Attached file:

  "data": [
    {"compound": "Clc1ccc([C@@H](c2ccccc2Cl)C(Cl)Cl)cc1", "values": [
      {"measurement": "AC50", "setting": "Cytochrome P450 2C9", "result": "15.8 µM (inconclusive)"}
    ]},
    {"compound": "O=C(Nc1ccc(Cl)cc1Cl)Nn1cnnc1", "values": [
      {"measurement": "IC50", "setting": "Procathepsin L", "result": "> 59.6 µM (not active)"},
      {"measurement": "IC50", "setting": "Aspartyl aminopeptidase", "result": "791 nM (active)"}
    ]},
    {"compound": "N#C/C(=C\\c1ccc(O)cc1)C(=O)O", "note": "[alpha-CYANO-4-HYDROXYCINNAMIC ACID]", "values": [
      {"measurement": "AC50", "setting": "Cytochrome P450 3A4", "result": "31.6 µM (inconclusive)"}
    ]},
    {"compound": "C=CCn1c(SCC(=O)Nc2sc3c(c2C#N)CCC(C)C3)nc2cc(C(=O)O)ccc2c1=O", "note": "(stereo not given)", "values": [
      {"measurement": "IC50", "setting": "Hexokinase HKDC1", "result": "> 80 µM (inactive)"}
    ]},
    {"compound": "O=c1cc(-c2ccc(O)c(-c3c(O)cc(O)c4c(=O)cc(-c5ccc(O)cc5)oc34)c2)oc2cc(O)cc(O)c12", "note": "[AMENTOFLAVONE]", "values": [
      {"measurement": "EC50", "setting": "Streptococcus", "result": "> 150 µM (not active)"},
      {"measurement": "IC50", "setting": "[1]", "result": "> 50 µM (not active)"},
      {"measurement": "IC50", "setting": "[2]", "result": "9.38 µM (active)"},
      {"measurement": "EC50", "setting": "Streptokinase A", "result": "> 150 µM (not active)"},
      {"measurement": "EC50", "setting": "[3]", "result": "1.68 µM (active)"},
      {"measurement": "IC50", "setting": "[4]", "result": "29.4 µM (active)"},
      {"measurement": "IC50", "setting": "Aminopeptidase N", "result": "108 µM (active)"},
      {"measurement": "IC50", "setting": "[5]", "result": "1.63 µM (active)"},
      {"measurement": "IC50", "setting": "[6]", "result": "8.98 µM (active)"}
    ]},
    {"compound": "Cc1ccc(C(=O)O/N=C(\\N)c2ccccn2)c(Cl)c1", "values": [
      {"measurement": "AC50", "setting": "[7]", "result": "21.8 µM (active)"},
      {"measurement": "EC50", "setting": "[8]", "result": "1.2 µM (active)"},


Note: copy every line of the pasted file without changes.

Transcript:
  "data": [
    {"compound": "Clc1ccc([C@@H](c2ccccc2Cl)C(Cl)Cl)cc1", "values": [
      {"measurement": "AC50", "setting": "Cytochrome P450 2C9", "result": "15.8 µM (inconclusive)"}
    ]},
    {"compound": "O=C(Nc1ccc(Cl)cc1Cl)Nn1cnnc1", "values": [
      {"measurement": "IC50", "setting": "Procathepsin L", "result": "> 59.6 µM (not active)"},
      {"measurement": "IC50", "setting": "Aspartyl aminopeptidase", "result": "791 nM (active)"}
    ]},
    {"compound": "N#C/C(=C\\c1ccc(O)cc1)C(=O)O", "note": "[alpha-CYANO-4-HYDROXYCINNAMIC ACID]", "values": [
      {"measurement": "AC50", "setting": "Cytochrome P450 3A4", "result": "31.6 µM (inconclusive)"}
    ]},
    {"compound": "C=CCn1c(SCC(=O)Nc2sc3c(c2C#N)CCC(C)C3)nc2cc(C(=O)O)ccc2c1=O", "note": "(stereo not given)", "values": [
      {"measurement": "IC50", "setting": "Hexokinase HKDC1", "result": "> 80 µM (inactive)"}
    ]},
    {"compound": "O=c1cc(-c2ccc(O)c(-c3c(O)cc(O)c4c(=O)cc(-c5ccc(O)cc5)oc34)c2)oc2cc(O)cc(O)c12", "note": "[AMENTOFLAVONE]", "values": [
      {"measurement": "EC50", "setting": "Streptococcus", "result": "> 150 µM (not active)"},
      {"measurement": "IC50", "setting": "[1]", "result": "> 50 µM (not active)"},
      {"measurement": "IC50", "setting": "[2]", "result": "9.38 µM (active)"},
      {"measurement": "EC50", "setting": "Streptokinase A", "result": "> 150 µM (not active)"},
      {"measurement": "EC50", "setting": "[3]", "result": "1.68 µM (active)"},
      {"measurement": "IC50", "setting": "[4]", "result": "29.4 µM (active)"},
      {"measurement": "IC50", "setting": "Aminopeptidase N", "result": "108 µM (active)"},
      {"measurement": "IC50", "setting": "[5]", "result": "1.63 µM (active)"},
      {"measurement": "IC50", "setting": "[6]", "result": "8.98 µM (active)"}
    ]},
    {"compound": "Cc1ccc(C(=O)O/N=C(\\N)c2ccccn2)c(Cl)c1", "values": [
      {"measurement": "AC50", "setting": "[7]", "result": "21.8 µM (active)"},
      {"measurement": "EC50", "setting": "[8]", "result": "1.2 µM (active)"},